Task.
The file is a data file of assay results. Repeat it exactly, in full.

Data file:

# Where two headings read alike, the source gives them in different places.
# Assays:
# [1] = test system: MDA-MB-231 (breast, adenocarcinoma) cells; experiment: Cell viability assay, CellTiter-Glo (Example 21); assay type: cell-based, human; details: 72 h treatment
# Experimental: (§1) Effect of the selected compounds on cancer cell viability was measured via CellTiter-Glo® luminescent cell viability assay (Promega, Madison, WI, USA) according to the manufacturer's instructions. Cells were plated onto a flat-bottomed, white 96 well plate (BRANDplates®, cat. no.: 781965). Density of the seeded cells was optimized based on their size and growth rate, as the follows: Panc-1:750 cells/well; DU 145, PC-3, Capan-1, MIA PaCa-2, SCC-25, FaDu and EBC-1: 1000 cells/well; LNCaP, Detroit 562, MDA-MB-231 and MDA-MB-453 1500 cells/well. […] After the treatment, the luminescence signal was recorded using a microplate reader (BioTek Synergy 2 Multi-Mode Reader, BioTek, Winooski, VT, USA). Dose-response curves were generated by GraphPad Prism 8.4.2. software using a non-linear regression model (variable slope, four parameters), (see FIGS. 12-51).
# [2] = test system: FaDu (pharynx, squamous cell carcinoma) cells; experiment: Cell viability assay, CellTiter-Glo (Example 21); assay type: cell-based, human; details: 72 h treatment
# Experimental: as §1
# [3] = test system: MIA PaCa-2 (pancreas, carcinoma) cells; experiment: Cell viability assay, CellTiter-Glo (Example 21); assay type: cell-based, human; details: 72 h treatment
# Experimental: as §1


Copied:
# Where two headings read alike, the source gives them in different places.
# Assays:
# [1] = test system: MDA-MB-231 (breast, adenocarcinoma) cells; experiment: Cell viability assay, CellTiter-Glo (Example 21); assay type: cell-based, human; details: 72 h treatment
# Experimental: (§1) Effect of the selected compounds on cancer cell viability was measured via CellTiter-Glo® luminescent cell viability assay (Promega, Madison, WI, USA) according to the manufacturer's instructions. Cells were plated onto a flat-bottomed, white 96 well plate (BRANDplates®, cat. no.: 781965). Density of the seeded cells was optimized based on their size and growth rate, as the follows: Panc-1:750 cells/well; DU 145, PC-3, Capan-1, MIA PaCa-2, SCC-25, FaDu and EBC-1: 1000 cells/well; LNCaP, Detroit 562, MDA-MB-231 and MDA-MB-453 1500 cells/well. […] After the treatment, the luminescence signal was recorded using a microplate reader (BioTek Synergy 2 Multi-Mode Reader, BioTek, Winooski, VT, USA). Dose-response curves were generated by GraphPad Prism 8.4.2. software using a non-linear regression model (variable slope, four parameters), (see FIGS. 12-51).
# [2] = test system: FaDu (pharynx, squamous cell carcinoma) cells; experiment: Cell viability assay, CellTiter-Glo (Example 21); assay type: cell-based, human; details: 72 h treatment
# Experimental: as §1
# [3] = test system: MIA PaCa-2 (pancreas, carcinoma) cells; experiment: Cell viability assay, CellTiter-Glo (Example 21); assay type: cell-based, human; details: 72 h treatment
# Experimental: as §1